How the Military is Helping to Lead the Transition
In June, a Gulfstream G450 made the first trans-Atlantic flight powered by biofuel. Two weeks later international aviation regulators approved commercial use of renewable fuel. On Labor Day, one of the pilots on the Blue Angels team performed in a plane with a 50 percent biofuel mix. In addition, Forbes Magazine has reported that “aviation could be the first global industry to kick fossil fuel addiction.”
The Blue Angels’ demonstration is particularly important because the Department of Defense (DoD) has taken a lead role in transitioning from being one
of the single largest global consumers of fossil fuels to a pioneer in the field of alternative fuels. At a White House briefing I attended this spring as part of a delegation with Environmental Entrepreneurs (E2), assistant secretaries from both DoD and the Department of Energy outlined the importance of developing new sources of energy.
The reasons became even clearer at an E2 panel discussion in October. The U.S. economy as a whole spends $350 billion annually on foreign oil, and $11 billion for military use of liquid fuels. According to retired Admiral Len Hering, former head of the Navy’s Southwest Region, one Marine is either wounded or killed for every 50 convoys carrying fuel into Afghanistan, and 60 percent of U.S. casualties are directly associated with the movement of petroleum, oils and lubricants to satisfy their energy needs in support of forward operating bases.
In addition, if the U.S. is reliant on imported oil, foreign policy will likely result in the nation protecting those sources of fuel. If we switch to clean new fuel sources within our borders, U.S. foreign policy could be much different.
With the DoD’s concern that carbon emissions from fossil fuels are also causing changes to the climate that could reduce water supply, decrease food production, increase flooding, and result in sea level rise, military leaders in the U.S. and abroad are preparing for the possibility of the displacement of entire populations, which could create regional political instability.
“…One marine is either wounded or killed for every 50
convoys carrying fuel into Afghanistan …”
Even without climate change impacts, competition for energy and water resources are expected to escalate. According to Admiral Hering, growth in China’s demand for natural resources is progressing at a rate six-and-half times faster than it did in the West during the 18th, 19th and 20th centuries. The trend appears unsustainable. Historically, resource conflicts have been the inevitable result of scarcity and can be expected as a result of the world’s costly dependence on fossil fuels.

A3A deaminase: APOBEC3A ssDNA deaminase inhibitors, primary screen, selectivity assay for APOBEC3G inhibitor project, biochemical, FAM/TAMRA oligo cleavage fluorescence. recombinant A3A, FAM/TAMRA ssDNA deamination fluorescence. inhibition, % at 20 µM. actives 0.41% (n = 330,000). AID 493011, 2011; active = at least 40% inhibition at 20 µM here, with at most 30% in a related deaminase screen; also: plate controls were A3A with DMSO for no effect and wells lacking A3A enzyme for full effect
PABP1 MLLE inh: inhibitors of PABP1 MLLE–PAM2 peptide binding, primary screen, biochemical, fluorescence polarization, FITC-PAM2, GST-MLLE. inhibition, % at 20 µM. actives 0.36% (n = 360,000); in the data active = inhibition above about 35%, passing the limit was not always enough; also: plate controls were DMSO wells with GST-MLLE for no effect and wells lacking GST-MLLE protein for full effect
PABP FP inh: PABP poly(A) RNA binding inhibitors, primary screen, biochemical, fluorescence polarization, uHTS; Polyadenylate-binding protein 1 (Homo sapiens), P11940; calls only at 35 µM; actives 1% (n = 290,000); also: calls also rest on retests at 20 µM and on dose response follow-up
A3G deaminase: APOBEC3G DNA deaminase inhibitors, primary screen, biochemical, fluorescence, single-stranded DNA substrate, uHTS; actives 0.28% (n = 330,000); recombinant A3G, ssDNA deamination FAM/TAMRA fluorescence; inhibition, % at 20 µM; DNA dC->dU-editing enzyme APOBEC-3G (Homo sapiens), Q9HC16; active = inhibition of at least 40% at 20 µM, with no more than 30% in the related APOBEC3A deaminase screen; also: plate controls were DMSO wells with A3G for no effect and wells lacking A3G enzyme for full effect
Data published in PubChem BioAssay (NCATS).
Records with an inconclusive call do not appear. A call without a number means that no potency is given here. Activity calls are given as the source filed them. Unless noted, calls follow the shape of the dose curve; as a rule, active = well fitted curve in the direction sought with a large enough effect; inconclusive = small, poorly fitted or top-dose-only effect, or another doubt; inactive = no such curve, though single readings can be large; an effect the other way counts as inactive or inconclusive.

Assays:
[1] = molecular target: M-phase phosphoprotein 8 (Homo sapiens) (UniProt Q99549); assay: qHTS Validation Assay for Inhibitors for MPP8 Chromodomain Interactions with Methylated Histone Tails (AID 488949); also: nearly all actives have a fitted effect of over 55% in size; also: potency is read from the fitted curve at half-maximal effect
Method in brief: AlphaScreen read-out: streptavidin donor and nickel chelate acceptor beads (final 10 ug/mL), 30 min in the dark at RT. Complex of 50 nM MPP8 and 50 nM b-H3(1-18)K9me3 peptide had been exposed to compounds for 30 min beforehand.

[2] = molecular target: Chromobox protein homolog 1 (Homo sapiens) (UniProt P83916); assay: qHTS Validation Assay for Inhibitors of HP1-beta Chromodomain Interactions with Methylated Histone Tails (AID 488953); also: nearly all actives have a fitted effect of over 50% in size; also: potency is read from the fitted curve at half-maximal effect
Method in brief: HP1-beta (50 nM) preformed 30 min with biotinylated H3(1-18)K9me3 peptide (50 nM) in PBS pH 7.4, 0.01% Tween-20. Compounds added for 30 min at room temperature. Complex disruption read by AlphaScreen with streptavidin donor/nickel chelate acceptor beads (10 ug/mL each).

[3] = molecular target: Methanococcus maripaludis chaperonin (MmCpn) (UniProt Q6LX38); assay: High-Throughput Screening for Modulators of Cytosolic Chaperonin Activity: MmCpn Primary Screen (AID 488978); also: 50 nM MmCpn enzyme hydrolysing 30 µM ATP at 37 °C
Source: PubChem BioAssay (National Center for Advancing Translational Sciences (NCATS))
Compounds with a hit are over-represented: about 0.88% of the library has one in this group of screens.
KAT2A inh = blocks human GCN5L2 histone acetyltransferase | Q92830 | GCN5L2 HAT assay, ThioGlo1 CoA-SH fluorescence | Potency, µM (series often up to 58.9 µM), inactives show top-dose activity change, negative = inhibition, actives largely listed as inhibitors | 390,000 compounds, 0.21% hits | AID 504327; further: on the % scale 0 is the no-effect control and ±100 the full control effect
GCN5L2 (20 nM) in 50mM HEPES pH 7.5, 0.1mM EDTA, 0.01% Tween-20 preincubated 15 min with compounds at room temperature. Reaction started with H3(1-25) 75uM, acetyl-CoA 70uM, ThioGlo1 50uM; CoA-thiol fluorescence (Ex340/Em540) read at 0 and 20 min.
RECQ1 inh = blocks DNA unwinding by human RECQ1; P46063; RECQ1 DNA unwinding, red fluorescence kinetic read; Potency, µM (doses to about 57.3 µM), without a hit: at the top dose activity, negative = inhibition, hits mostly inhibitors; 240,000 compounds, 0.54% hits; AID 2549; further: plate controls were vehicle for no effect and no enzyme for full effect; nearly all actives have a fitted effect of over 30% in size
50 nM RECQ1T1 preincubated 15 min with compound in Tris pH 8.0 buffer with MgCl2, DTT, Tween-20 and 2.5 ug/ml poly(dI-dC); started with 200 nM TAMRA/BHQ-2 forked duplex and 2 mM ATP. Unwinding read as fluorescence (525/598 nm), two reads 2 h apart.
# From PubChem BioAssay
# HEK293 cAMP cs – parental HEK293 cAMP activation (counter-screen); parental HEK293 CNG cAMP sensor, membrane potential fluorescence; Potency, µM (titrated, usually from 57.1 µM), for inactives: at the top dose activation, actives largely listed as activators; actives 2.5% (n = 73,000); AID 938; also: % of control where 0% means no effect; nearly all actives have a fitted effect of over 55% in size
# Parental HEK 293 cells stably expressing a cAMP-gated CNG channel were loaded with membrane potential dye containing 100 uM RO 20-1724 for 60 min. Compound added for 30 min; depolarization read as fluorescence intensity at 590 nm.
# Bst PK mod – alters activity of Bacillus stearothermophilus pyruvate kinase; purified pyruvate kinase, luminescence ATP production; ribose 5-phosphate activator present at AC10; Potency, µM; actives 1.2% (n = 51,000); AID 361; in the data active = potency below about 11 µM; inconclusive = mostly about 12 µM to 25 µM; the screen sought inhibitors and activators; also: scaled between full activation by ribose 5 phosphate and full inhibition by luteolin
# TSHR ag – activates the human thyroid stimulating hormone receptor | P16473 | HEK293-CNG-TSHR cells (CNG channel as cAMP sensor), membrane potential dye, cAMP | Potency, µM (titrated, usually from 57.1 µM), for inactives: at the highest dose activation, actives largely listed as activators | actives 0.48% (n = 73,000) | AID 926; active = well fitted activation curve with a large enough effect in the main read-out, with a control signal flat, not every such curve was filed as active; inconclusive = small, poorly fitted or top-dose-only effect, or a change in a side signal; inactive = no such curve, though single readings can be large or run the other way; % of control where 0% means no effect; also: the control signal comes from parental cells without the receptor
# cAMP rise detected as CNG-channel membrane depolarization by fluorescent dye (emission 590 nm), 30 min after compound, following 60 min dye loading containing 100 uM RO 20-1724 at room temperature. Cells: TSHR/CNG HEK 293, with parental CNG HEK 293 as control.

In recognition that fossil fuel dependence is clearly a serious liability for national security, military logistics and the U.S. economy, all four arms of the military have adopted measures to reduce fossil fuel use and find low carbon alternatives. For example, the Navy plans to meet 50 percent of its energy requirements with alternative sources by 2020. Since 1985, the DoD has reduced building energy consumption by 30 percent, and its energy investment is expected to increase to more than $10 billion annually by 2030.
SANDAG Chief Economist Marney Cox believes the commercial market for biofuels will develop like the wireless market, another technology that was developed initially to fulfill the needs of the military and subsequently was adapted for civilian use.
Stephen Mayfield directs the San Diego Center for Algae Biotechnology and is the chief scientific advisor for Sapphire Energy, a leading U.S. biofuels firm. Mayfield says the Navy has developed and transferred energy technologies to the civilian sector since the 1800s. “The Navy was the driving force for conversion of wind to coal to power ships, from coal to oil, and from oil to nuclear,” he says. “I believe the Navy will also lead the military and the nation in transitioning from oil to biofuels.”
Why is the DoD so important to this effort? Mayfield sums it up in this way: “Unlike traditional energy companies, the military doesn’t have a financial interest in keeping the status quo. As a result, the DoD, and perhaps the Navy most of all, have a global and historic view that allows them to understand and to clearly say with some urgency that we need to get to biofuels and we need to do it now.”
This article first appeared in the November/December 2011 issue of Air2Air Magazine.